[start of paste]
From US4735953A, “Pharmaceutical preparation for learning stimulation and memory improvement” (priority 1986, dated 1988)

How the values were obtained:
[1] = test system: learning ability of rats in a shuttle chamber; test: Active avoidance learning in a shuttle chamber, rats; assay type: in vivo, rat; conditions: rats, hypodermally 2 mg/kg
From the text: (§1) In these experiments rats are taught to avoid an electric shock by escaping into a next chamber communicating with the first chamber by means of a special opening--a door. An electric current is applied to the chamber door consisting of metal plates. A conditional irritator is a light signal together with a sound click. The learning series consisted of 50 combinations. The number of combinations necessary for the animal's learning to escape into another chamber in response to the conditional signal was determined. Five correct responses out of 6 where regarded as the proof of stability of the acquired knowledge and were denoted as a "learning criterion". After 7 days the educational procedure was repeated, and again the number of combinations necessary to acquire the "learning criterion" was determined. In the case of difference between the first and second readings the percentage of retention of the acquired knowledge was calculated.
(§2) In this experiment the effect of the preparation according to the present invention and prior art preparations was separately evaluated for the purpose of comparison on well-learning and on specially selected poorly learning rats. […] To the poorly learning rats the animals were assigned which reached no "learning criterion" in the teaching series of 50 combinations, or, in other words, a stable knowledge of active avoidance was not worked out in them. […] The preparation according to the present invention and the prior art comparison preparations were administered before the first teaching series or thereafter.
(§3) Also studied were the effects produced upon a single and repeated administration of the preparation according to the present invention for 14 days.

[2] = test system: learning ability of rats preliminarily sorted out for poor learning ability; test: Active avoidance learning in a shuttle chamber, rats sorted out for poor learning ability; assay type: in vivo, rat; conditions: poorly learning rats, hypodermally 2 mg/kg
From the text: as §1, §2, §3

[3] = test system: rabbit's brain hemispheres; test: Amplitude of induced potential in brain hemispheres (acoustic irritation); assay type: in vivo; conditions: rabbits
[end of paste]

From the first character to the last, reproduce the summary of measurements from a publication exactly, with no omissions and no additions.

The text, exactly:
From US4735953A, “Pharmaceutical preparation for learning stimulation and memory improvement” (priority 1986, dated 1988)

How the values were obtained:
[1] = test system: learning ability of rats in a shuttle chamber; test: Active avoidance learning in a shuttle chamber, rats; assay type: in vivo, rat; conditions: rats, hypodermally 2 mg/kg
From the text: (§1) In these experiments rats are taught to avoid an electric shock by escaping into a next chamber communicating with the first chamber by means of a special opening--a door. An electric current is applied to the chamber door consisting of metal plates. A conditional irritator is a light signal together with a sound click. The learning series consisted of 50 combinations. The number of combinations necessary for the animal's learning to escape into another chamber in response to the conditional signal was determined. Five correct responses out of 6 where regarded as the proof of stability of the acquired knowledge and were denoted as a "learning criterion". After 7 days the educational procedure was repeated, and again the number of combinations necessary to acquire the "learning criterion" was determined. In the case of difference between the first and second readings the percentage of retention of the acquired knowledge was calculated.
(§2) In this experiment the effect of the preparation according to the present invention and prior art preparations was separately evaluated for the purpose of comparison on well-learning and on specially selected poorly learning rats. […] To the poorly learning rats the animals were assigned which reached no "learning criterion" in the teaching series of 50 combinations, or, in other words, a stable knowledge of active avoidance was not worked out in them. […] The preparation according to the present invention and the prior art comparison preparations were administered before the first teaching series or thereafter.
(§3) Also studied were the effects produced upon a single and repeated administration of the preparation according to the present invention for 14 days.

[2] = test system: learning ability of rats preliminarily sorted out for poor learning ability; test: Active avoidance learning in a shuttle chamber, rats sorted out for poor learning ability; assay type: in vivo, rat; conditions: poorly learning rats, hypodermally 2 mg/kg
From the text: as §1, §2, §3

[3] = test system: rabbit's brain hemispheres; test: Amplitude of induced potential in brain hemispheres (acoustic irritation); assay type: in vivo; conditions: rabbits